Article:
Pricing Psychology & the “Too-Precise” Price
Quick, which home is priced more carefully: the one that’s $425,000, or the competitor down the street that’s $424,975?
You’d certainly guess the latter . . . and you’d be wrong.
It’s simply not possible to price real estate with the exactitude of a pound of hamburger, or a tank of gas; even when the “comp’s” (comparable sold properties) are what I like to call exceptionally “tight” (vs. loose), the allowed range is still 2% – 3%, give or take.
Going back to the hypothetical $425k property discussed above, that’s translates into a swing of $10k – $15k. Where in that range the ultimate selling price falls depends on a host of situation-specific factors: the Buyer’s subjective attachment to the home; how well the home is staged and marketed; the Seller’s patience (or lack thereof); micro-trends affecting nearby supply and demand, etc.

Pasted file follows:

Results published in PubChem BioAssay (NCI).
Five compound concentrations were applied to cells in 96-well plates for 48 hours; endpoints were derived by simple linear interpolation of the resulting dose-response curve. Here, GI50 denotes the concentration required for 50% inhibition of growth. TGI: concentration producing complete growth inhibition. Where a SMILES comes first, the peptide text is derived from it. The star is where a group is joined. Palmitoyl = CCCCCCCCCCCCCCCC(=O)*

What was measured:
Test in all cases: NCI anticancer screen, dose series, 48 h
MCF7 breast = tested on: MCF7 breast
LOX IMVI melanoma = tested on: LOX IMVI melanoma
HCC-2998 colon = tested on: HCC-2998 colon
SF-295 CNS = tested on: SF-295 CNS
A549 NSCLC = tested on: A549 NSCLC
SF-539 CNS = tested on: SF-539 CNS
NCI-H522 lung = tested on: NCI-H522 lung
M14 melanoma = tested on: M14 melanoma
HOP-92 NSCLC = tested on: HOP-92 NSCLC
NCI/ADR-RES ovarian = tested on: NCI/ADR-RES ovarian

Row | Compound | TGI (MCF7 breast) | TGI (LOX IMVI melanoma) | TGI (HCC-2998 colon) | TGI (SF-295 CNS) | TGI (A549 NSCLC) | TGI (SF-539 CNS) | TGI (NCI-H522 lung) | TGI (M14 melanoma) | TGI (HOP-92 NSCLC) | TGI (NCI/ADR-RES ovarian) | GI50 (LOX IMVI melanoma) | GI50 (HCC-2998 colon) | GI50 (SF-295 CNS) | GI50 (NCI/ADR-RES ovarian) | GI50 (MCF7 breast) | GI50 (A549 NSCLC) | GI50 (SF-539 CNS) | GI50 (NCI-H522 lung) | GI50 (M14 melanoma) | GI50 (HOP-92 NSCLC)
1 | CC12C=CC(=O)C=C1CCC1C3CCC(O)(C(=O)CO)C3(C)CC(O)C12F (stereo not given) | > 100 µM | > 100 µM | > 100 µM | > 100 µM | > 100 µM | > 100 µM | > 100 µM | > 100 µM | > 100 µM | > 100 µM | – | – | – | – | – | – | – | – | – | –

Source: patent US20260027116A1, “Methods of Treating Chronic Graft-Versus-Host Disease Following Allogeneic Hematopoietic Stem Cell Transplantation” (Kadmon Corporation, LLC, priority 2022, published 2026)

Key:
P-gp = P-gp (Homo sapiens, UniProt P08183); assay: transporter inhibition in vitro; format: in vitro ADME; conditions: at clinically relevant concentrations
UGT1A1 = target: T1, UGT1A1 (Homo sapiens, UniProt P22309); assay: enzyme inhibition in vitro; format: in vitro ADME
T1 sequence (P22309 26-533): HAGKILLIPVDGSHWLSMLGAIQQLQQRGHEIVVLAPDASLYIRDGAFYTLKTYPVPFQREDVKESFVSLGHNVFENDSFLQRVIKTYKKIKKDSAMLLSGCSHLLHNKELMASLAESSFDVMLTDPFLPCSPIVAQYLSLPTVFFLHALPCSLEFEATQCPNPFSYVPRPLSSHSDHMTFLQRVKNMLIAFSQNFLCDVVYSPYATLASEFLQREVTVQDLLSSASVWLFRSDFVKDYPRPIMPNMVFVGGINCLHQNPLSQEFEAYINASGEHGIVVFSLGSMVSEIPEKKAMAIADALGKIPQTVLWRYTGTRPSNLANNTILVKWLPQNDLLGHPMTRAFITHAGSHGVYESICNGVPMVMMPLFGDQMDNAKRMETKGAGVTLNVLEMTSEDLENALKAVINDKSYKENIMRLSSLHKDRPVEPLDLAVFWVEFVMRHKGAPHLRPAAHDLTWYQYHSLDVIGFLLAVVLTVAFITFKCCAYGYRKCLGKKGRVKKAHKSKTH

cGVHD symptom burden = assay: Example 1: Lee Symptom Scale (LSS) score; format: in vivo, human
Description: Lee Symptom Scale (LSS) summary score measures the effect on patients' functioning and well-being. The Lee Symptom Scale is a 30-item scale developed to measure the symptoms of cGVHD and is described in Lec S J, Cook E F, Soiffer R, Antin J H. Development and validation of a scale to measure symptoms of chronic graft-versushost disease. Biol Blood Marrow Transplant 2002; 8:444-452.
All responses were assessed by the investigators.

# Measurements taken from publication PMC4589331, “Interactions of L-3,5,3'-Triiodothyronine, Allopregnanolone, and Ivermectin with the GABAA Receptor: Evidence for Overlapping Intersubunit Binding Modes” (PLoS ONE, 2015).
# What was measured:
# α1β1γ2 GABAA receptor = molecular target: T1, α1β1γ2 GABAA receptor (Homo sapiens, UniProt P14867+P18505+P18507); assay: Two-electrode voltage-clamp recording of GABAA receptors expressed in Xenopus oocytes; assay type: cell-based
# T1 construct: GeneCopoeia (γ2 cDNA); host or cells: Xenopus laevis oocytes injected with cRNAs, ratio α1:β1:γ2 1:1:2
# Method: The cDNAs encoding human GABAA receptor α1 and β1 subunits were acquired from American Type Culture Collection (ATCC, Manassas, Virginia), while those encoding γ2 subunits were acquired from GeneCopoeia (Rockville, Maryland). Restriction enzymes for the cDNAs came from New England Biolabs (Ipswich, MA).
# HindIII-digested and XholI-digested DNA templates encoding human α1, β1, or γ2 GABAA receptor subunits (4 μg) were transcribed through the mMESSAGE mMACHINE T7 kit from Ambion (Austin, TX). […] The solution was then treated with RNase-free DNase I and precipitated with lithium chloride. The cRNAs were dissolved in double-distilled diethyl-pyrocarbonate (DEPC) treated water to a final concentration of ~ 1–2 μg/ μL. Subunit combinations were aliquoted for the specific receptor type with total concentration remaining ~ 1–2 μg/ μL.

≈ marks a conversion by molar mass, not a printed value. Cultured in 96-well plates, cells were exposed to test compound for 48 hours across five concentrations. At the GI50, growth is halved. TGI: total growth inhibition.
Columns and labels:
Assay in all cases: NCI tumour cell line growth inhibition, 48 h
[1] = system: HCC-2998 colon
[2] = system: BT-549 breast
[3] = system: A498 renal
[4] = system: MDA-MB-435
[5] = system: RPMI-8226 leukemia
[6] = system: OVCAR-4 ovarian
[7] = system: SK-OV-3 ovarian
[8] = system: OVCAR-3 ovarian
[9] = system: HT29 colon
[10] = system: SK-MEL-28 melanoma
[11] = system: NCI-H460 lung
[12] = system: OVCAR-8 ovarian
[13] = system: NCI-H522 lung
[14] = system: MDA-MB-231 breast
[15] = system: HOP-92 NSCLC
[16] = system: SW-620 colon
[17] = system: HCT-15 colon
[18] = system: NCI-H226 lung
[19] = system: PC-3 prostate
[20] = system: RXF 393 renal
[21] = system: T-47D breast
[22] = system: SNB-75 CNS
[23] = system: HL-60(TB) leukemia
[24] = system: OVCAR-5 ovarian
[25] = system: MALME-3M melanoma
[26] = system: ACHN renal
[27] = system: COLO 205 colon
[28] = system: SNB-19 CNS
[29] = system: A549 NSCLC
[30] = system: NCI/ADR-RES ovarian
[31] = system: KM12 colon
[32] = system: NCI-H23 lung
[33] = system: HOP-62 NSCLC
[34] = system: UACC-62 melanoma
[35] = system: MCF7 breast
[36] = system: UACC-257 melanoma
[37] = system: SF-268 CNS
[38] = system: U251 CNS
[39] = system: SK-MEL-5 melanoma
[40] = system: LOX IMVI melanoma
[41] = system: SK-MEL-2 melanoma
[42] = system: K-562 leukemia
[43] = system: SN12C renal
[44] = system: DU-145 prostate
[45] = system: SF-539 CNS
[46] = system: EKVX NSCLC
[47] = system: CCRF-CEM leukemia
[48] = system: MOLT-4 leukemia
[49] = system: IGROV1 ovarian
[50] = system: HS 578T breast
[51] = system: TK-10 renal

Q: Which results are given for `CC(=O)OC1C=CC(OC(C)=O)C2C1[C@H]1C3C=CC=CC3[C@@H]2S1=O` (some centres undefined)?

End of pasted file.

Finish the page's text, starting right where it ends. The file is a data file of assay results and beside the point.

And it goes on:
So why use an artificially precise number instead of a round number?
Two reasons: 1) it stands out; and 2) it suggests greater precision, which may make Buyers believe the price is more accurate — and firmer.
Experienced Realtors see the “too-precise price” for what it is — a gimmick — and tend to avoid it (thankfully, I’ve yet to see the $424,974.23 home!).
P.S.: as I’ve also previously blogged, sales gimmicks are like cockroaches: you seldom see just one.